Ander Monson : Predator, a Memoir



A N D E R   M O N S O N





A   M E M O I R ,   A   M O V I E,   A N   O B S E S S I O N


  T H E   B O O K  

Predator: a Memoir is the product of 146+ viewings of the 1987 Arnold Schwarzenegger action movie Predator, the greatest American film of its era, or at least the most American film of the era. Though beloved by many, the movie Predator is widely misunderstood as just a big dumb action movie, but in fact it's a genre-hopping, sly commentary on the limits of colonialism, technology, manhood, and action movies as a whole. It's also a surprisingly deep dive into the bonds between men and how and when they break. The book is a love letter to the movie and a guide to its many layers and secrets. Why is Predator—of all the hyper-stylized action movies of the era—the movie that spawned one of the deepest and most beloved action/sci-fi franchises, including at least seven feature films and countless novels and graphic novels and games? Why is Predator the character we love to see fight our favorite fictional characters? What does it mean that two actors from the film (Schwarzenegger, Ventura) went on to become governors? Why did Predator parent me as comprehensively as it did, and what did that do to me—and to men like me? And why and how should you watch this movie? Well, you'll have to read it to find out.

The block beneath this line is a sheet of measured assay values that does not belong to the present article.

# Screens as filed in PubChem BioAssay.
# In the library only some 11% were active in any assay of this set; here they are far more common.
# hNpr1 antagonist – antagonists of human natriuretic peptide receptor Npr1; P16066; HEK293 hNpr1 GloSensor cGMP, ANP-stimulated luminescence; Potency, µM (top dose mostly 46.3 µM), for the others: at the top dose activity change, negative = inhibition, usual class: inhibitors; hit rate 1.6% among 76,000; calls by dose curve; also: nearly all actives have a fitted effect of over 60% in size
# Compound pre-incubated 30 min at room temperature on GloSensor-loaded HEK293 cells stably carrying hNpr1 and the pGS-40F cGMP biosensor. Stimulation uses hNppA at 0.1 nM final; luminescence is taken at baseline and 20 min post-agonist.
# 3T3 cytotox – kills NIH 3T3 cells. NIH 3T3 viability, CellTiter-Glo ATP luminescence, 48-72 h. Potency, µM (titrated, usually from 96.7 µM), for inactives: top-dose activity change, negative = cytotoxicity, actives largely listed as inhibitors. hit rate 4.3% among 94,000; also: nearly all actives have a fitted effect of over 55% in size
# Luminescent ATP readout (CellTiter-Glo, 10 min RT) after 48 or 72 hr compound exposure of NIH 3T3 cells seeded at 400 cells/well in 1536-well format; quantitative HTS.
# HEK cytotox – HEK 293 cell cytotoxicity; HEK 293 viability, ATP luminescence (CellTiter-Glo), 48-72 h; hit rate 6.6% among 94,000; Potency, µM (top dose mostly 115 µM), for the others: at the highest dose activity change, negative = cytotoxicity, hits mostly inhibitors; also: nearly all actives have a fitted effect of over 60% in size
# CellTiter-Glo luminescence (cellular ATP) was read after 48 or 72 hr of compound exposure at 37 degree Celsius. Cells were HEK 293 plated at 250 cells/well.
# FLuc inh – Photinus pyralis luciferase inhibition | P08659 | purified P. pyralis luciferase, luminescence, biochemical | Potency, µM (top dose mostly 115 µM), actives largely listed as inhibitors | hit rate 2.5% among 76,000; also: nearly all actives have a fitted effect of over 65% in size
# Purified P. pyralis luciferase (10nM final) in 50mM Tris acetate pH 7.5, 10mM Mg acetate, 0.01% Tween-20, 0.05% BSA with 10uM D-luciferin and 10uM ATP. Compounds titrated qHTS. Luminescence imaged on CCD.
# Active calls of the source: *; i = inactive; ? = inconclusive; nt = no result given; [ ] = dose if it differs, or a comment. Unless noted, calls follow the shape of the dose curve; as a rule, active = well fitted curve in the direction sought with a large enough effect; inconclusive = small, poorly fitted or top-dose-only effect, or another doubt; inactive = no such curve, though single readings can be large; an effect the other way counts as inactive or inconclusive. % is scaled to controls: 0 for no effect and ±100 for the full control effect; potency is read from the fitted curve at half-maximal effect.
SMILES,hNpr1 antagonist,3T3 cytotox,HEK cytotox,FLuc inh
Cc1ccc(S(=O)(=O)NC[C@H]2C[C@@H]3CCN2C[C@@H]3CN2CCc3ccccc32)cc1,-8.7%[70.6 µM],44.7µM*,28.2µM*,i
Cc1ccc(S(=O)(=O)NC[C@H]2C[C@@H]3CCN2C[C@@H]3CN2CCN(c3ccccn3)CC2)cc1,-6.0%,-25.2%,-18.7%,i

Kirkus Reviews:

In a country where incomprehensible, violent tragedies are becoming commonplace, Monson finds clarity processing the new American way against the backdrop of his favorite movie. "The world we're living in watched it and consumed [the film], and now I see it everywhere I go," he writes, effortlessly connecting incidents like the Jan. 6 insurrection to the golden age of 1980s action blockbusters, a time of glorified violence and explosive machismo. While the text initially feels like an arbitrary lens to discuss toxic trends in masculinity, Monson finds a cracking pace that imbues the film with an improbable resonance, at once lowbrow and mesmerizingly cogent. A frame-by-frame discussion unspools with repeated pauses and digressions, all of which scatter fragments of memoir and existential inquiry within celluloid scenes of over-the-top alien action. Monson positions the film as a watershed moment in American masculinity as well as in his own development, and he's a sympathetic but critical participant. As he notes, he was a teenage hacker and made bombs with his friends based on recipes from The Anarchist Cookbook, and while he recognizes and shuns the part of him that could have evolved into the worst of today's men, he still revels in the film's muscle and aggression. The '80s were also an era of film novelizations, and the author spends many compassionate chapters telling the story of Paul Monette, the acclaimed poet and author of Borrowed Time: An AIDS Memoir, who, oddly, wrote the Predator novelization as a side gig while his partner was dying. All these pieces form an illuminating whole despite their buckshot focus. In a discussion of Predator's alien and its infrared vision, Monson profoundly elucidates: "These shots are really about adaptation, our ability to see ourselves as others do, and to—hopefully—evolve, at least a little." An unlikely treatise on manhood with the charm of a late-night movie marathon.